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598 pages

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Principles of Cardiovascular Radiology—a title in the Principles of Cardiovascular Imaging series—has everything you need to successfully obtain and interpret chest X-rays. Stuart J. Hutchison—a premier cardiac imaging specialist—covers each category of cardiac conditions and provides numerous high-quality schematic and clinical images side by side for comparison. Get only the coverage you need with clinically oriented, practical information presented in a consistent format that makes finding everything quick and easy.

  • Focuses on clinically oriented and practical information so that you get only the coverage that you need.
  • Presents material in a consistent format that makes it easy to find information.
  • Provides excellent visual guidance through high-quality images that reinforce the quality of information in the text.


Chronic obstructive pulmonary disease
Myocardial infarction
Clinical Medicine
Liquid bubble
Intensive care unit
Non-small cell lung carcinoma
Persistent left superior vena cava
Diaphragmatic hernia
Ventricular assist device
Pulmonary valve stenosis
Restrictive cardiomyopathy
Pericardial effusion
Mitral valve repair
Valvular heart disease
Artificial heart valve
Aspiration pneumonia
Acute pancreatitis
Coarctation of the aorta
Mitral regurgitation
Ventricular septal defect
Congenital heart defect
Thoracic aortic aneurysm
Abdominal aortic aneurysm
Medical Center
Trauma (medicine)
Bicuspid aortic valve
Biological agent
Pulmonary hypertension
Atrial septal defect
Tracheal tube
Mitral stenosis
Dilated cardiomyopathy
Hypertrophic cardiomyopathy
Patent ductus arteriosus
Chest pain
Imaging technology
Cardiovascular disease
Acute respiratory distress syndrome
Physician assistant
Pulmonary edema
Pleural effusion
Congenital disorder
Aortic dissection
Cardiac tamponade
Health care
Heart failure
Tetralogy of Fallot
Heart valve
Pulmonary embolism
Pleural cavity
Aortic valve stenosis
Central venous catheter
Circulatory system
X-ray computed tomography
Data storage device
Stab Wounds
Situs inversus


Publié par
Date de parution 30 août 2011
Nombre de lectures 1
EAN13 9781437703559
Langue English
Poids de l'ouvrage 3 Mo

Informations légales : prix de location à la page 0,0253€. Cette information est donnée uniquement à titre indicatif conformément à la législation en vigueur.


Principles of Cardiovascular Radiology

Stuart J. Hutchison, MD, FRCPC, FACC, FAHA
Clinical Professor of Medicine, University of Calgary, Division of Cardiology, Departments of Cardiac Sciences and Radiology, Foothills Medical Center, Calgary, Canada
Front Matter

Principles of Cardiovascular Radiology
Clinical Professor of Medicine, University of Calgary, Division of Cardiology, Departments of Cardiac Sciences and Radiology, Foothills Medical Center, Calgary, Canada

1600 John F. Kennedy Blvd.
Ste 1800
Philadelphia, PA 19103-2899
Copyright © 2012 by Saunders, an imprint of Elsevier Inc.
All rights reserved. No part of this publication may be reproduced or transmitted in any form or by any means, electronic or mechanical, including photocopy, recording, or any information storage and retrieval system, without permission in writing from the publisher. Details on how to seek permission, further information about the Publisher’s permissions policies and our arrangements with organizations such as the Copyright Clearance Center and the Copyright Licensing Agency, can be found at our website: .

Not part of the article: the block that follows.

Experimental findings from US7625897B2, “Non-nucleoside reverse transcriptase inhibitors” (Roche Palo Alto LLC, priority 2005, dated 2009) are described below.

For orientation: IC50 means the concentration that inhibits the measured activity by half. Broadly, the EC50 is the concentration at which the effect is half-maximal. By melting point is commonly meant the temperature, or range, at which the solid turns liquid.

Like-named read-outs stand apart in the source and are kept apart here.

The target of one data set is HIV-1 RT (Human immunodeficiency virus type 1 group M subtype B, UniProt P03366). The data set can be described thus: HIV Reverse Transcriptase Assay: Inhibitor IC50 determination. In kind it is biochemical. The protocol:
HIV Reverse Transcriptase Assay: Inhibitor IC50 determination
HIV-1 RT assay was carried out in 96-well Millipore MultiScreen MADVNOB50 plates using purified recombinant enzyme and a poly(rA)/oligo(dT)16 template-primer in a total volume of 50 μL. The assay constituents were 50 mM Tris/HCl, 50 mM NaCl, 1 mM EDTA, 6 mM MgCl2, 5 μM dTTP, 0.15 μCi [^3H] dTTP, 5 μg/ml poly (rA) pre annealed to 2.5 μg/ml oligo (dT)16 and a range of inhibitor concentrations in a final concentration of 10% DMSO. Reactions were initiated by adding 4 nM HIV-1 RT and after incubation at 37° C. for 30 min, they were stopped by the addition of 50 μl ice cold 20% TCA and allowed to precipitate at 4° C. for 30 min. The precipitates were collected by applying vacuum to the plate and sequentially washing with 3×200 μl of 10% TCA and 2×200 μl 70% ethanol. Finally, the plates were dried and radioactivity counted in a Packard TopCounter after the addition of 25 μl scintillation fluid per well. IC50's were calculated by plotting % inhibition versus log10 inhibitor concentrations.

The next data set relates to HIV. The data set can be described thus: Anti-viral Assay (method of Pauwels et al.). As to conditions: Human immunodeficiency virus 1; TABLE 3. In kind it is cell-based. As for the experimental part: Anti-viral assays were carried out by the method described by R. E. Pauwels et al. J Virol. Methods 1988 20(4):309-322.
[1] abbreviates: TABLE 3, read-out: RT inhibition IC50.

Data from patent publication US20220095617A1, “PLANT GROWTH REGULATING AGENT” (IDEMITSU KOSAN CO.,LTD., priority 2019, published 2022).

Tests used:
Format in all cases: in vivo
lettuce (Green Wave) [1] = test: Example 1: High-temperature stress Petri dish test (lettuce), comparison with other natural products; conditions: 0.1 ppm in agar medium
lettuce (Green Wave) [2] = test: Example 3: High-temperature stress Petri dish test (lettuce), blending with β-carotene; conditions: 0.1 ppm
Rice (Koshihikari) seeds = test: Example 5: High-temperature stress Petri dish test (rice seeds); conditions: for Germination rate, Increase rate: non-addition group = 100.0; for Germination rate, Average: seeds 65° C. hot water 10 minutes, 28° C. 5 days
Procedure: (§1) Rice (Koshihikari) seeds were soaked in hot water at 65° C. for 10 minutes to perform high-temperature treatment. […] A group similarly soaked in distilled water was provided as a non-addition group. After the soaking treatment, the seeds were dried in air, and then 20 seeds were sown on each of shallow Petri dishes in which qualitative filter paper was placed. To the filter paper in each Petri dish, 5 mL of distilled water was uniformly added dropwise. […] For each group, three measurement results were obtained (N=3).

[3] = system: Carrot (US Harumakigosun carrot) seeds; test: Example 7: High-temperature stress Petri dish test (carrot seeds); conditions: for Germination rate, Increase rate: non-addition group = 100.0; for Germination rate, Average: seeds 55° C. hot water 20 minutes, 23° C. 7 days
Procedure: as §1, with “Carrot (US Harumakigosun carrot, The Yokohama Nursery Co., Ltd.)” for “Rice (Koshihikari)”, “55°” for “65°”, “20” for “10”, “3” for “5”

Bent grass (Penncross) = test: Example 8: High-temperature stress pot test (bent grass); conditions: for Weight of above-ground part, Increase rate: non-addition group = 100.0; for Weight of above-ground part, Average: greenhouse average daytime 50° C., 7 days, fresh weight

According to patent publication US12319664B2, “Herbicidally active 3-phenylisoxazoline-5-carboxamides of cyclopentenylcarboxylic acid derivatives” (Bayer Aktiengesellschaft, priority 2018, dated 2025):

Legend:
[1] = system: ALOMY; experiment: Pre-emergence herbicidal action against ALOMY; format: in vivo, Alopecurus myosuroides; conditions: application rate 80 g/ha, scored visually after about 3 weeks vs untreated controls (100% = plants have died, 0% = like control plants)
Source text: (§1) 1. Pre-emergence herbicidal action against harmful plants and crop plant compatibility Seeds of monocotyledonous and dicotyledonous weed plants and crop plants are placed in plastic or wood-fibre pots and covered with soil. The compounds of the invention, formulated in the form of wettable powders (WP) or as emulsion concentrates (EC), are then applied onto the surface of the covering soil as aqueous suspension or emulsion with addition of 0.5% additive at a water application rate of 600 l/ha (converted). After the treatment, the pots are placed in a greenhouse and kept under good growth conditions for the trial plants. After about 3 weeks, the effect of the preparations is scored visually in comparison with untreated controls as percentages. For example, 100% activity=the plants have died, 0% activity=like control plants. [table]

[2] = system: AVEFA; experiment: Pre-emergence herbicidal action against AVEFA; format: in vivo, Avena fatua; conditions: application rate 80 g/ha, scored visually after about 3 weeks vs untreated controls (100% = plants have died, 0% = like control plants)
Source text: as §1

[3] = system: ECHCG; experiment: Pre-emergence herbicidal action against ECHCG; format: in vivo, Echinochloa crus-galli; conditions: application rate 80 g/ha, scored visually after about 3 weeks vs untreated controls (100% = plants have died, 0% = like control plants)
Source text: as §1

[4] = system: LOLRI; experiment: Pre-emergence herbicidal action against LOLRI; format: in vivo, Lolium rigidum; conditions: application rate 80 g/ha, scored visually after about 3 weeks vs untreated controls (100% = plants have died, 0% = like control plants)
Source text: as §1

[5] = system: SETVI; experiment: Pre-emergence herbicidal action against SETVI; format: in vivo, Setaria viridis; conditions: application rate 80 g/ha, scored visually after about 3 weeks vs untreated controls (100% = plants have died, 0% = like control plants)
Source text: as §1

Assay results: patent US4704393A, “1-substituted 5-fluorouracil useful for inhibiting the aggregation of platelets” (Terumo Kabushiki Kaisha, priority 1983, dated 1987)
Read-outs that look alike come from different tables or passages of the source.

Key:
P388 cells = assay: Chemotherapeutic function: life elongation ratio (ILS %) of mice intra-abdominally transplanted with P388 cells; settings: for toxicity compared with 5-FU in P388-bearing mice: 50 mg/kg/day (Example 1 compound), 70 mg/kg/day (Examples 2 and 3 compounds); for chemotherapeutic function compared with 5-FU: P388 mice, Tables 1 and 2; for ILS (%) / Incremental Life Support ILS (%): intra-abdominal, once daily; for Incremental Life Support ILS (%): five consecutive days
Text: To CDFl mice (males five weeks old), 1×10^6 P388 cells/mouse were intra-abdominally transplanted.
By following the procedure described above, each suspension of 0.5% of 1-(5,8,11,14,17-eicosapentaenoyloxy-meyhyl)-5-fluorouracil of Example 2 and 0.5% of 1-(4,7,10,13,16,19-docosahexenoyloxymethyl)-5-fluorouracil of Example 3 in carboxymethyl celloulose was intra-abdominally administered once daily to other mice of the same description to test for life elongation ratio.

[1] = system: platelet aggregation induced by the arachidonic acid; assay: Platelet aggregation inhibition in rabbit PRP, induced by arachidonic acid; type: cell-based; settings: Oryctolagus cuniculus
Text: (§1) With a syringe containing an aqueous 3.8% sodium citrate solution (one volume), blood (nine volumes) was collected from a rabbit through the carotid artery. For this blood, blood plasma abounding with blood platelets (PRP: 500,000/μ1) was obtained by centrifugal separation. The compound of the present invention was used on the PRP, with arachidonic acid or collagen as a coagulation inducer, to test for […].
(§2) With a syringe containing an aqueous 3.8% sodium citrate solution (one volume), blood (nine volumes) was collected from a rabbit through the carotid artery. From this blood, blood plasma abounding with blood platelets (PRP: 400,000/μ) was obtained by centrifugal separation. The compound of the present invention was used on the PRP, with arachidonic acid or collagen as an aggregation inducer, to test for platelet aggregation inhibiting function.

This book and the individual contributions contained in it are protected under copyright by the Publisher (other than as may be noted herein).

Knowledge and best practice in this field are constantly changing. As new research and experience broaden our understanding, changes in research methods, professional practices, or medical treatment may become necessary.
Practitioners and researchers must always rely on their own experience and knowledge in evaluating and using any information, methods, compounds, or experiments described herein. In using such information or methods they should be mindful of their own safety and the safety of others, including parties for whom they have a professional responsibility.
With respect to any drug or pharmaceutical products identified, readers are advised to check the most current information provided (i) on procedures featured or (ii) by the manufacturer of each product to be administered, to verify the recommended dose or formula, the method and duration of administration, and contraindications. It is the responsibility of practitioners, relying on their own experience and knowledge of their patients, to make diagnoses, to determine dosages and the best treatment for each individual patient, and to take all appropriate safety precautions.
To the fullest extent of the law, neither the Publisher nor the authors, contributors, or editors, assume any liability for any injury and/or damage to persons or property as a matter of products liability, negligence or otherwise, or from any use or operation of any methods, products, instructions, or ideas contained in the material herein.
Library of Congress Cataloging-in-Publication Data
Hutchison, Stuart J.
Principles of cardiovascular radiology / Stuart J. Hutchison.—1st ed.
p. ; cm.
Includes index.
ISBN 978-1-4377-0405-1 (pbk. : alk. paper)
1. Heart—Imaging—Handbooks, manuals, etc. 2. Heart—Diseases—Diagnosis—Handbooks, manuals, etc. I. Title.
[DNLM: 1. Cardiovascular Diseases—radiography—Handbooks. 2. Radiography, Thoracic—methods—Handbooks. WG 39]
RC683.5.I42H88 2011
Acquisitions Editor: Natasha Andjelkovic
Editorial Assistant: Bradley McIlwain